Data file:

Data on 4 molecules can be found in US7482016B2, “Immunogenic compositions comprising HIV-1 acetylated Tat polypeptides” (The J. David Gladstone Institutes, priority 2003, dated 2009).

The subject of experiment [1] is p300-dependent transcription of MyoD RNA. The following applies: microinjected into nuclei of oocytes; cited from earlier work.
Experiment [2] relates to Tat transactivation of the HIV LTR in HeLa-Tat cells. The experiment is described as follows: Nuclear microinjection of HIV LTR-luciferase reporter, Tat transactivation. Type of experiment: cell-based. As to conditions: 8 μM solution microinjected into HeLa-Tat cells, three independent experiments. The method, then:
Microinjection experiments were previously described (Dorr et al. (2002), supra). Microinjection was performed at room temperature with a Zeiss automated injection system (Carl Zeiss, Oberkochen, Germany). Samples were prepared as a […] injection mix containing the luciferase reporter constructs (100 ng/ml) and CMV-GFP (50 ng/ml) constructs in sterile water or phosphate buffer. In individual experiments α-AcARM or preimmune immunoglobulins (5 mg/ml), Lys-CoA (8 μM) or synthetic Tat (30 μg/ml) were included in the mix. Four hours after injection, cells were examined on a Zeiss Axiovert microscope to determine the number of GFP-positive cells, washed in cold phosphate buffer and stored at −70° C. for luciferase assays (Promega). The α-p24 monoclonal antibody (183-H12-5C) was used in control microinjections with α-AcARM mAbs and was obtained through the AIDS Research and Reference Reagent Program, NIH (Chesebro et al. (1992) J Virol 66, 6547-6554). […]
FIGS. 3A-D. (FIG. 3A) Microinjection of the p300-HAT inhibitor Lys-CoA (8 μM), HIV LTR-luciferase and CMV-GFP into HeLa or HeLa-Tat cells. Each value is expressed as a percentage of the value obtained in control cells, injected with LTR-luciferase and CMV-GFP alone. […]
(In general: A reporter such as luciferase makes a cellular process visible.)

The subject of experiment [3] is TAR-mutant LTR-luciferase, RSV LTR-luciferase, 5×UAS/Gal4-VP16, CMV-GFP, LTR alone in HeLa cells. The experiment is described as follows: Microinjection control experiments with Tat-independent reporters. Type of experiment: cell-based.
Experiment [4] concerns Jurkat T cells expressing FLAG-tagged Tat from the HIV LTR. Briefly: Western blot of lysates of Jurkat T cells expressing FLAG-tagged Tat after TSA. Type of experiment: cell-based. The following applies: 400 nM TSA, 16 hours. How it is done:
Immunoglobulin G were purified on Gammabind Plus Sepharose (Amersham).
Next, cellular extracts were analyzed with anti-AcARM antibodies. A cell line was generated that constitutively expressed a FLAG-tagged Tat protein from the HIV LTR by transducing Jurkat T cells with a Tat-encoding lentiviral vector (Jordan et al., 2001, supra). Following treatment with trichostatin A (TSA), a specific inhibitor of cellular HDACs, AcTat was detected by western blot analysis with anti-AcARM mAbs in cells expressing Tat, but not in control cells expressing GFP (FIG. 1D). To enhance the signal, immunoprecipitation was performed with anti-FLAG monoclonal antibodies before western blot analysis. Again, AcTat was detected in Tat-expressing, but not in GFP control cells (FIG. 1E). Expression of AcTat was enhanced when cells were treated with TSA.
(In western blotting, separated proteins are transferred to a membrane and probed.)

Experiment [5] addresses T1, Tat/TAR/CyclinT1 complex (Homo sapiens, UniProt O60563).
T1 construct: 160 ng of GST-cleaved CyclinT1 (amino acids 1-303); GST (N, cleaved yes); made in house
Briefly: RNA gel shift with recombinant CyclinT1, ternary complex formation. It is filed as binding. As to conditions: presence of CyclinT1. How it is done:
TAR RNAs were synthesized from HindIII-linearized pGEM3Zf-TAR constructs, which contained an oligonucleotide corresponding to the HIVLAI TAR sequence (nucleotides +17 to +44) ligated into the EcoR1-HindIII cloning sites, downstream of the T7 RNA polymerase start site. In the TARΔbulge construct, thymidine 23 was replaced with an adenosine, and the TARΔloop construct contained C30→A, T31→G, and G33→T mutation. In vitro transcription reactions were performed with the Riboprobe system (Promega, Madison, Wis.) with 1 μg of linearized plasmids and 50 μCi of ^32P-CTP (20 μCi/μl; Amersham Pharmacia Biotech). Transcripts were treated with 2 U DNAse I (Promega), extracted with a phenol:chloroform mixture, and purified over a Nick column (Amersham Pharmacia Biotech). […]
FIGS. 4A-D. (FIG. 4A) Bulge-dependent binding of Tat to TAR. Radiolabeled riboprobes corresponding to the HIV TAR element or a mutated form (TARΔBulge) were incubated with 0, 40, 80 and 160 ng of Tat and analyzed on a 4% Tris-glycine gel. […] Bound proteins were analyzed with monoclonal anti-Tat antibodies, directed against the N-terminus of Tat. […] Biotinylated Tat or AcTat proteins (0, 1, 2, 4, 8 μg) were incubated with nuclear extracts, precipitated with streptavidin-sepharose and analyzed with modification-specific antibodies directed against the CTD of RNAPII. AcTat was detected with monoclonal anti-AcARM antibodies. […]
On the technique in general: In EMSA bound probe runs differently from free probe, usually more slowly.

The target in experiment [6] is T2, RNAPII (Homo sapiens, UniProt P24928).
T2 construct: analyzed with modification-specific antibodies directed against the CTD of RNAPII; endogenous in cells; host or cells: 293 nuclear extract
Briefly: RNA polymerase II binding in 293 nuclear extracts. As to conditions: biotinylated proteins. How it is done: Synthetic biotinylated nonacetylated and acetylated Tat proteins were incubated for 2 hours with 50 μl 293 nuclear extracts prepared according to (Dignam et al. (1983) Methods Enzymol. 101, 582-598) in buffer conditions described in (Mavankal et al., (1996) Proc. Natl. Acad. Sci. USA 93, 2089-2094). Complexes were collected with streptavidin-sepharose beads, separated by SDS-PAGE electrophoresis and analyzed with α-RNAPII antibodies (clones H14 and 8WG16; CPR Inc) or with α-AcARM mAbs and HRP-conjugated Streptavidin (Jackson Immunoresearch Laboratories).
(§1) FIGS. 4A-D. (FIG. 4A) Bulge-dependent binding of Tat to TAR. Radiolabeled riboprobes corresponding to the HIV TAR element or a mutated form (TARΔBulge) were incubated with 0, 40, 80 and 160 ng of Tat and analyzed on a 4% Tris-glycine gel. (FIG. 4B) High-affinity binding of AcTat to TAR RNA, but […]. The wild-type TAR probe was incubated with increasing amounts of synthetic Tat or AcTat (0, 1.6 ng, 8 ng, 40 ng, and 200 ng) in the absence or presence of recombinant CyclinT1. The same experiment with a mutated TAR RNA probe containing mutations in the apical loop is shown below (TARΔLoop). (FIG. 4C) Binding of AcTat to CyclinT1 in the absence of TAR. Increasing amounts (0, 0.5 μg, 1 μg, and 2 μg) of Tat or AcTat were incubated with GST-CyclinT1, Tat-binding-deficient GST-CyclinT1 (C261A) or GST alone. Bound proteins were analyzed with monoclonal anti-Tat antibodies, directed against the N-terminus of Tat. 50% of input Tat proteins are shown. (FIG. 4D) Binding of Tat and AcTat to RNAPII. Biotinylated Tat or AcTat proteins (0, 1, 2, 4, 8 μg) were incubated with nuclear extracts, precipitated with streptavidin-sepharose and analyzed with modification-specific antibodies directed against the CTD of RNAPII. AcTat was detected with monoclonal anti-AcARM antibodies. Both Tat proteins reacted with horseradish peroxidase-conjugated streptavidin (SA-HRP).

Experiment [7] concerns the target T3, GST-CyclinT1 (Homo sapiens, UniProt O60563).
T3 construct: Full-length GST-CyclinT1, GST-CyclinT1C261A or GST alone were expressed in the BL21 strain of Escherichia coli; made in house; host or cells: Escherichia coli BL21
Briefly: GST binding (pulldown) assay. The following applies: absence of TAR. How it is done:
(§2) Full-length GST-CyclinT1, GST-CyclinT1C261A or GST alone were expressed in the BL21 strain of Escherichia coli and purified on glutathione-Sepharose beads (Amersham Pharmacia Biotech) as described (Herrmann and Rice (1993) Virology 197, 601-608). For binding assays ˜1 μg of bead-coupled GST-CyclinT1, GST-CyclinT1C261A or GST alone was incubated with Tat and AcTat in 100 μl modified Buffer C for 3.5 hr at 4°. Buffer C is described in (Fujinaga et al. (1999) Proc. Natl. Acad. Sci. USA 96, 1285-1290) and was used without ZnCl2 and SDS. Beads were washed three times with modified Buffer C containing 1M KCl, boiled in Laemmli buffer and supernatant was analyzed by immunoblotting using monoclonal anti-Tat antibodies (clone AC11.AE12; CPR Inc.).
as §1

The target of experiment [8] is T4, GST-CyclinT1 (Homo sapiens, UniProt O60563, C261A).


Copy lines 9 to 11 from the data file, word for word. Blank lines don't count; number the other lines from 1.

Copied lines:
Immunoglobulin G were purified on Gammabind Plus Sepharose (Amersham).
Next, cellular extracts were analyzed with anti-AcARM antibodies. A cell line was generated that constitutively expressed a FLAG-tagged Tat protein from the HIV LTR by transducing Jurkat T cells with a Tat-encoding lentiviral vector (Jordan et al., 2001, supra). Following treatment with trichostatin A (TSA), a specific inhibitor of cellular HDACs, AcTat was detected by western blot analysis with anti-AcARM mAbs in cells expressing Tat, but not in control cells expressing GFP (FIG. 1D). To enhance the signal, immunoprecipitation was performed with anti-FLAG monoclonal antibodies before western blot analysis. Again, AcTat was detected in Tat-expressing, but not in GFP control cells (FIG. 1E). Expression of AcTat was enhanced when cells were treated with TSA.
(In western blotting, separated proteins are transferred to a membrane and probed.)